Perpetual Moon 41.5 gold
- Alligator leather strap
- 30 meters water resistance
- 41.5 mm case
A white mother-of-pearl star in a midnight-blue sky. The astronomical moon phases showcase Arnold & Son’s creativity and aesthetic flair. Perpetual Moon 41.5 is presented in two new interpretations, in red gold and platinum. Its dial features a unique motif, Stellar Rays, as befits this astronomical complication.
Arnold & Son explores the theme of moon phases with its constant eye for detail and decoration. Two new editions of Perpetual Moontake advantage of the watchmaker’s recent developments in the fields of cases, dials and finishes. These references further enhance the collection of giant moons by this most British of Swiss brands.
Perpetual Moon 41.5 Red Gold joins the permanent collection, while the platinum version is produced in a limited edition of 28 timepieces.
Frame of light
The Perpetual Moon 41.5’s cases in 18-carat (5N) red gold or 950 platinum have been redesigned. The lugs have been simplified so that instead of their original cross shape, they now present a tauter form of plunging bars with bevelled ends. The case, previously measuring 42 mm, is reduced to 41.5 mm without affecting the size of the dial. This has reduced the width of the bezel, drawing attention to the dial, its finishes, and its vast moon.
Furrows of light
The dials on these new creations present a unique finish known as Stellar Rays, its aesthetic obtained through skilfully irregular engraving. Several depths and widths of rays coexist and follow on from one another, creating their own rhythm, each generating a fluctuating interplay of light and a depth obtained by applying several layers of transparent lacquer.
This unique effect is employed in two forms. Perpetual Moon 41.5 Red Gold is combined with a dense, deep blue adorned with gold edging on the moon aperture, together with golden hands and hour markers. Perpetual Moon 41.5 Platinum is coupled with a salmon pink whose soft metallic radiance complements the rhodium-plated details on the dial.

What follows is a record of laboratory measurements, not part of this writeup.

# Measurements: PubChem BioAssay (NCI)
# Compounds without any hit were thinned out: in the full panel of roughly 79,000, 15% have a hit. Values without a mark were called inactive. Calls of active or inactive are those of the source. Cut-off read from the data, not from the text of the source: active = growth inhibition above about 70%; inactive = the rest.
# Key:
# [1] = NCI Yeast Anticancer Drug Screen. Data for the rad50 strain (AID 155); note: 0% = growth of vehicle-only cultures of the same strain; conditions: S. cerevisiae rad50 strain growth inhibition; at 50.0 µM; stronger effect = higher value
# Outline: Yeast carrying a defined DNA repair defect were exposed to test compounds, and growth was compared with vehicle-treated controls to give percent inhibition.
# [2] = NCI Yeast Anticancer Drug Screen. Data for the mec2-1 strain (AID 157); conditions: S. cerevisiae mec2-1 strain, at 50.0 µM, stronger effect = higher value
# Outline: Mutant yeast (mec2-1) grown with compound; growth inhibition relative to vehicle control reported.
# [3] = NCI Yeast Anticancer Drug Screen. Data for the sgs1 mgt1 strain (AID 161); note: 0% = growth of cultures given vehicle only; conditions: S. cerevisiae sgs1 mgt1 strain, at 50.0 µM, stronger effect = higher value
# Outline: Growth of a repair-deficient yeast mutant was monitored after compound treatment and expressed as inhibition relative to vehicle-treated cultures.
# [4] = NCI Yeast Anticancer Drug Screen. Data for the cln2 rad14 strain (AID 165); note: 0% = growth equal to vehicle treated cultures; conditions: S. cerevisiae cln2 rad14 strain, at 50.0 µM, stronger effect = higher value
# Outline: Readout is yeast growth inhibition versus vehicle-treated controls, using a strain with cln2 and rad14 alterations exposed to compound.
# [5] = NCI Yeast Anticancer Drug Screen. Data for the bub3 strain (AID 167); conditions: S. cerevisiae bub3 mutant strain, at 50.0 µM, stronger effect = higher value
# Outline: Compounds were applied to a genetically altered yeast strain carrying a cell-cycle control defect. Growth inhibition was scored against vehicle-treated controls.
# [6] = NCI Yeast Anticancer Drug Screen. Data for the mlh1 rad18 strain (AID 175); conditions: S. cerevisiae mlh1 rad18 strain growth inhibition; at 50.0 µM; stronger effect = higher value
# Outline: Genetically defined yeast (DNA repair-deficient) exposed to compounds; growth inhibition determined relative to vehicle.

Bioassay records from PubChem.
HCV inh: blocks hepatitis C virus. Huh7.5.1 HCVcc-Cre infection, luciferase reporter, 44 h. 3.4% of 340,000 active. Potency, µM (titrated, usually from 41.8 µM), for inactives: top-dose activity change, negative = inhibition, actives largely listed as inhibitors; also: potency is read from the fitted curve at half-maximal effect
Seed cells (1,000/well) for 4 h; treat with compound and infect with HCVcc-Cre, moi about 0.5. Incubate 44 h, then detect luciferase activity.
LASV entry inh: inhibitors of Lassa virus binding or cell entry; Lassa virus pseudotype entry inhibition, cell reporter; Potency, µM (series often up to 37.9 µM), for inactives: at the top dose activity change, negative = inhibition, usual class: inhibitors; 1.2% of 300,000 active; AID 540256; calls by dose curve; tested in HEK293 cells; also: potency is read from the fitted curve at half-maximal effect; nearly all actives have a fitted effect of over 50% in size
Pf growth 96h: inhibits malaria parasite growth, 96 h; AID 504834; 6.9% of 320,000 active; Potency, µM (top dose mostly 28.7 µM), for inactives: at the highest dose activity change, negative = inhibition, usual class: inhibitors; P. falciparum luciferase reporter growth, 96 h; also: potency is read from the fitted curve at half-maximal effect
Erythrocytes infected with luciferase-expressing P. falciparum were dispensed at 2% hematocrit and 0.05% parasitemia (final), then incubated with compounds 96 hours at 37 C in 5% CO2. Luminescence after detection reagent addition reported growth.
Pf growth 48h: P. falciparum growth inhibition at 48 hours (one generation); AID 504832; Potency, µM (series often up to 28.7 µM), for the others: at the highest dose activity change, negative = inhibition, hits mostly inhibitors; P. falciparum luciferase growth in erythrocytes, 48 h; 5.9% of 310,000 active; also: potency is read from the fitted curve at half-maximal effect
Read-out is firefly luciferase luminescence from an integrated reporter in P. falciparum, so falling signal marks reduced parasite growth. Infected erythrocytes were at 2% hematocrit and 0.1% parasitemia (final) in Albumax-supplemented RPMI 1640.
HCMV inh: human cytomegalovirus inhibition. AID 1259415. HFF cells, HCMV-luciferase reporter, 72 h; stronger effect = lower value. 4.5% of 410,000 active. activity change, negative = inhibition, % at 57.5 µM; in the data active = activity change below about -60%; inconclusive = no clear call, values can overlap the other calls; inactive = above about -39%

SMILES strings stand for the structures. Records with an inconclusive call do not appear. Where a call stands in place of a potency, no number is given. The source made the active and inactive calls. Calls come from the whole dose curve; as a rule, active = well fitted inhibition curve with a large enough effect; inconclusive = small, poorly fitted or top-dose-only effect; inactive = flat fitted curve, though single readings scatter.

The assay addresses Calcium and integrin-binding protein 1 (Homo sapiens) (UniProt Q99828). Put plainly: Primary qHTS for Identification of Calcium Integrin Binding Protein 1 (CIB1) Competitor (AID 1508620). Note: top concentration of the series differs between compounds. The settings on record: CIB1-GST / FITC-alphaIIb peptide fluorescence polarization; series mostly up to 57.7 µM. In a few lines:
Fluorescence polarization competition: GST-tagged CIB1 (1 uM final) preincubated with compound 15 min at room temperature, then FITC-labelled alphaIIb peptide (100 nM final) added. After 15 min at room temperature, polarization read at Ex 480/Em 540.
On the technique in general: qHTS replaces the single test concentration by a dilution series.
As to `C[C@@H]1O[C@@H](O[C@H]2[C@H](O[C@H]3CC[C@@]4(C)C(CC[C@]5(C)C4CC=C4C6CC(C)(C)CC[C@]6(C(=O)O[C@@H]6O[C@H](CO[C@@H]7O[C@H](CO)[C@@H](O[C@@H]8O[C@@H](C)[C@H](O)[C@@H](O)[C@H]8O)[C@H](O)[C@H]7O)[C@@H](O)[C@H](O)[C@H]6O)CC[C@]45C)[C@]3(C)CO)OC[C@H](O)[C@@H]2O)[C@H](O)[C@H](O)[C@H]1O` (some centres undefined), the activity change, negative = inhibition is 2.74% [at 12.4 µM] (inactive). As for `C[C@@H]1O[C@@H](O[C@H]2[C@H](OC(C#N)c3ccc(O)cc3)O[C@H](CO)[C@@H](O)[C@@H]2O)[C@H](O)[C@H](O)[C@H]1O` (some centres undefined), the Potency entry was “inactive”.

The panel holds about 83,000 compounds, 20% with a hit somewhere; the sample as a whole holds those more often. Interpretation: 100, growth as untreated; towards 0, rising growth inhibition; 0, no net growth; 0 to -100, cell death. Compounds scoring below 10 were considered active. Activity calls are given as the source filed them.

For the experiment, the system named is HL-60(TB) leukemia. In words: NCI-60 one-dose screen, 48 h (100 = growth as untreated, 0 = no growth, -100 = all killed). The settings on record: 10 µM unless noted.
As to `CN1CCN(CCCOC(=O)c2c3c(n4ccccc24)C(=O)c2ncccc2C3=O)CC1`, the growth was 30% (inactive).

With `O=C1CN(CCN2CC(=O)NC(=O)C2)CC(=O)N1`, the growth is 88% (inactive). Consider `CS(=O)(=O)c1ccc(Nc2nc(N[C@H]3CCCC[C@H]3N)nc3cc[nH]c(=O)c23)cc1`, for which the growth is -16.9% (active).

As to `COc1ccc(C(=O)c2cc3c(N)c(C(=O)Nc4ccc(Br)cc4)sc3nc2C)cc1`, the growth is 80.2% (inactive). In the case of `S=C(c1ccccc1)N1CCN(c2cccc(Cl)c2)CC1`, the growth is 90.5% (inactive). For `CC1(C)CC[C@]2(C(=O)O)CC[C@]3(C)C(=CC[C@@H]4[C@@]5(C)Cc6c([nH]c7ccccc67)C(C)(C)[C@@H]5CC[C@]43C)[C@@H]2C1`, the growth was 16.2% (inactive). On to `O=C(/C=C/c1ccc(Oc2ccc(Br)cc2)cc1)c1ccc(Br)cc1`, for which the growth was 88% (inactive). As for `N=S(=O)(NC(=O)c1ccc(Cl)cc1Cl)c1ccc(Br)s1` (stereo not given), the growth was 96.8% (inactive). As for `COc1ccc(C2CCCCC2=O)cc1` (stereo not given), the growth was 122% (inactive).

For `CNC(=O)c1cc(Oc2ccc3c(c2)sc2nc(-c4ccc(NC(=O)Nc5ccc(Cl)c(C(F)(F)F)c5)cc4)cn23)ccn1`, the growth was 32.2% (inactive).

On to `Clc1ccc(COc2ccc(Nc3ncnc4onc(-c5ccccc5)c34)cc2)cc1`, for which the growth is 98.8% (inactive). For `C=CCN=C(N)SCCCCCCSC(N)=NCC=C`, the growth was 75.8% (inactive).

Circles of light
Realistically depicted with hand-painted shadows, the large moon is enhanced with a luminescent material that is particularly intense in darkness yet invisible in daylight, giving way to the white mother-of-pearl disc. It is set against a blue PVD-treated grained sky and is surrounded by the constellations of the Big Dipper and Cassiopeia, also hand-painted and coated with Super-LumiNova.
The constellations have been chosen as a direct reference to John Arnold’s history as a maker of naval chronometers. The Big Dipper and Cassiopeia have been used by navigators in the northern hemisphere since time immemorial to find their bearings and locate the North Star (Polaris). The position of the latter defines the North and its angular altitude, or position in the North-South plane, and allows the distance to the equator, i.e., latitude, to be estimated.
Accuracy of light
On the case back, a secondary indicator allows the moon phase to be adjusted quickly and precisely. The hand-wound calibre that powers it, reference A&S1512, can track the development of its segments with exceptional precision. The duration of a complete lunar cycle is 29 days, 12 hours, 44 minutes and 2.8 seconds. Arnold & Son has succeeded in representing it in such a way that it would take 122 years for this movement, if regularly wound, to accumulate a day’s difference between its display and celestial reality.
Like all Arnold & Son movements, the A&S1512 calibre has been entirely developed, manufactured, decorated, assembled, adjusted and cased at the Manufacture in La Chaux-de-Fonds. The calibre features two barrels and an oscillation frequency of 3 Hz, providing a power reserve of 90 hours.
- hours, minutes, astronomical moon phases, second moon-phase indicator on the back
Calibre: A&S1512, mechanical with manual winding
Diameter: 34 mm
Thickness: 5.35 mm
Power reserve: 90 hours
Frequency: 3 Hz / 21,600 vph
mainplate: rhodium-plated, Côtes de Genève stripes radiating from the centre
bridges: polished and chamfered
wheels: circular satin-finished
screws: blued and chamfered, polished heads
second moon-phase indicator: rhodium-plated and circular-grained
- ‘Stellar Rays’ decor, with blue PVD treatment
- sky: grained, with blue PVD treatment
- constellations: hand-painted, with added Super-LumiNova
- moon: mother-of-pearl disc coated with Super-LumiNova, hand-painted details
Material: 18-carat (5N) red gold
Diameter: 41.5 mm
Thickness: 11.30 mm
Crystal: domed sapphire, with an anti-reflective coating on both sides
Case back: sapphire crystal, with an anti-reflecting coating
- Water-resistance: 30 m / 3 ATM
Materials: blue alligator leather, hand-stitched
- Buckle: pin buckle, 18-carat (5N) red gold